Thursday, March 26, 2015

Yo-Yo Cruising

This is what Henry has been calling it ... Our back-and-forth expeditions that seem to start and end in St. Thomas.

We arrived back in St. Thomas with the big boys.
Two days ago we completed the circuit we made to Dominican Republic which began on January 21st and put 590 miles under our keels. It was a circuit of highs - visiting with Ottawa friends in the DR and really discovering more of Puerto Rico, and lows - recurrent equipment problems and difficult weather, but we know that this last couple of months has really been what cruising is all about. The other noteworthy theme was that this has been a time of meeting up with other boats and getting to know some people that we will see over the next few months as we make our way down to Grenada for hurricane season. As we're all first timers on the way south, I've nicknamed us the class of 2015.

So, back on St. Thomas we were and wasn't it just fabulous to see everyone at the CYOA docks once more. We caught up on the happenings around the docks, visited with Erica and her dogs and even had a cuddle with an 8-week old puppy. Dinner out at Betsy's with Jay & Deb and then Bella Blu with Duane & Laura was fun but then we were ready to head off to the wilds of the National Park on St. John.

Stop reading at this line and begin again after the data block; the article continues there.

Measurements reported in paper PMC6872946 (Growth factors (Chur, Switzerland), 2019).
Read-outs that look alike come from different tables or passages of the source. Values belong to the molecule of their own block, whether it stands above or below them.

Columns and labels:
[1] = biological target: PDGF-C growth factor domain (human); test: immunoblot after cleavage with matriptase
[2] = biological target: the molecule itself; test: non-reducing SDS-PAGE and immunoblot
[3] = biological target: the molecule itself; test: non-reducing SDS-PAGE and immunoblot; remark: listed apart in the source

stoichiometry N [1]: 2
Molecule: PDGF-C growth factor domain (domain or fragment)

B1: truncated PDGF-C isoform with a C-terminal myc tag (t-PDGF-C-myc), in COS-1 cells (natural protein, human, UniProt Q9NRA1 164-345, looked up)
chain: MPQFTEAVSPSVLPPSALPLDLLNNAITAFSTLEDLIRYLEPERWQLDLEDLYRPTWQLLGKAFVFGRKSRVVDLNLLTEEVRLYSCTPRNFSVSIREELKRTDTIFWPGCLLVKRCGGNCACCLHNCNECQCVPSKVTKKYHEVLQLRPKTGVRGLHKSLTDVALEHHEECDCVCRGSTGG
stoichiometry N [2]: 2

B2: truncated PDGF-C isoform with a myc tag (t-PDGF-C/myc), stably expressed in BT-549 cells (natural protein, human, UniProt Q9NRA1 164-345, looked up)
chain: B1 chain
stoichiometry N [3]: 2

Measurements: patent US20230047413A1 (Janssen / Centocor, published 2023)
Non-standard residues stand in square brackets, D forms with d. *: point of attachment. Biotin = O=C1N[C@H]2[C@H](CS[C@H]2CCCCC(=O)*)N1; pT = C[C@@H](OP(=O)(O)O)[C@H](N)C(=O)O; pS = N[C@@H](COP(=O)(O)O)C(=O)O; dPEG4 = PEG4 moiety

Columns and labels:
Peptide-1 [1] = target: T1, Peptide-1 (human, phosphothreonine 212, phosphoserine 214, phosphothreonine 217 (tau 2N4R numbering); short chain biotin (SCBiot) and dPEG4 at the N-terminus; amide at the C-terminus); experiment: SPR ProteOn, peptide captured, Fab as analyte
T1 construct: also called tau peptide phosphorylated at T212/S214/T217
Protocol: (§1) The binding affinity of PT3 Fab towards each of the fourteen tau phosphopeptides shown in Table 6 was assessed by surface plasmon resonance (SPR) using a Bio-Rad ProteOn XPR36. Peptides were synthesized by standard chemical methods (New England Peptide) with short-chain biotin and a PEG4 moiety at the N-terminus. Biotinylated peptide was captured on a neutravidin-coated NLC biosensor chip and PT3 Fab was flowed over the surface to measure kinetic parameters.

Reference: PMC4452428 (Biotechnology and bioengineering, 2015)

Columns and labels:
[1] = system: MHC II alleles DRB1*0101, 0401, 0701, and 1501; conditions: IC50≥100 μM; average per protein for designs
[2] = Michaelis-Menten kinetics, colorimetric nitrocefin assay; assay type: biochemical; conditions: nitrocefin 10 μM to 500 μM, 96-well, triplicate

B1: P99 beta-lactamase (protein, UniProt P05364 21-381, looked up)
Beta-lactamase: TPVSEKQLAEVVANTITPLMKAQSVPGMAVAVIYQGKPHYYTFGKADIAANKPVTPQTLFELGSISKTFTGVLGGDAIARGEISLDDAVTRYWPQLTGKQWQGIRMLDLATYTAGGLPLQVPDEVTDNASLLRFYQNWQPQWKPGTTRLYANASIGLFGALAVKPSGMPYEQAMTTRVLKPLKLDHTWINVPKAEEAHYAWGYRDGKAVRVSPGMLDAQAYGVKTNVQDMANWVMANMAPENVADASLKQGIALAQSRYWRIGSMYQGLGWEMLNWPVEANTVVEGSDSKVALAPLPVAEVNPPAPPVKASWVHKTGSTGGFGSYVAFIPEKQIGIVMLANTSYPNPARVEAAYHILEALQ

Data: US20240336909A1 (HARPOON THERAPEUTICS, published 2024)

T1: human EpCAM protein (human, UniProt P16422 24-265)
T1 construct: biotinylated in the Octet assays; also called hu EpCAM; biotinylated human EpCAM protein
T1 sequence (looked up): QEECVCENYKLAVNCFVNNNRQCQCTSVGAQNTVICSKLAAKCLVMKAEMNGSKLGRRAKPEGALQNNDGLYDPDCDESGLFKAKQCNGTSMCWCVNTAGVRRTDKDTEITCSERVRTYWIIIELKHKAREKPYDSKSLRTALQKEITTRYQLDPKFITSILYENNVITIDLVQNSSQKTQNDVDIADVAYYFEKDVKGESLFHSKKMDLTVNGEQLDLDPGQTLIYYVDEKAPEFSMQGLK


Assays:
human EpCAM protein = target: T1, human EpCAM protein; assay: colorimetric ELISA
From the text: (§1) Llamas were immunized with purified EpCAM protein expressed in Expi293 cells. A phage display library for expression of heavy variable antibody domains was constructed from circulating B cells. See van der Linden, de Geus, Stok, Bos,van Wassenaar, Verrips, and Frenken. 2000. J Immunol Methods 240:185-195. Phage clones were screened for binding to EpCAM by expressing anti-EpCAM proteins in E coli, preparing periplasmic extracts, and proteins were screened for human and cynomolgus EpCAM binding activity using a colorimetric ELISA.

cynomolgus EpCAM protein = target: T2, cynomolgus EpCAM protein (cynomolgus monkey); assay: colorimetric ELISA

As is often the case we headed to the south shore and ended up in Lameshur Bay. In the park we pick up a mooring ball so as not to damage the seabed with the anchor and Mowzer & crew quite happily settled in for few days in this idyllic anchorage with a few other boats.

Not a building or street in site - just so peaceful.
We've been in this anchorage a number of times as a base for hiking on the island so we decided to set off this morning in a direction we haven't been before on land - over to Salt Pond Bay and Drunk Bay.

St. Thomas is off the chart to the left, we're the red chevron in Lameshur and we hiked to the bay just above Ram Head.
We set off nice and early to beat the heat and followed the road east with our first destination Salt Pond Bay and the trail over to Drunk Bay.

Salt Pond Bay in the background and the actual salt pond we walked around.
Back in January there was a wreck on the point just north of Drunk Bay and sure enough the beach was still full of debris from the broken boat. We met a couple of guys coming off the beach as we arrived carrying garbage bags - one of them commented that as his wife was searching for sea shells he was bored so he usually carried a bag with him to pick up what he could. What a great idea we thought and sure enough he had an extra bag he gave to us so we tried to do just a teensy little bit to help clear the beach of plastic waste.

Nanny Point where the boat went up on the rocks. Five people were rescued but the boat was destroyed.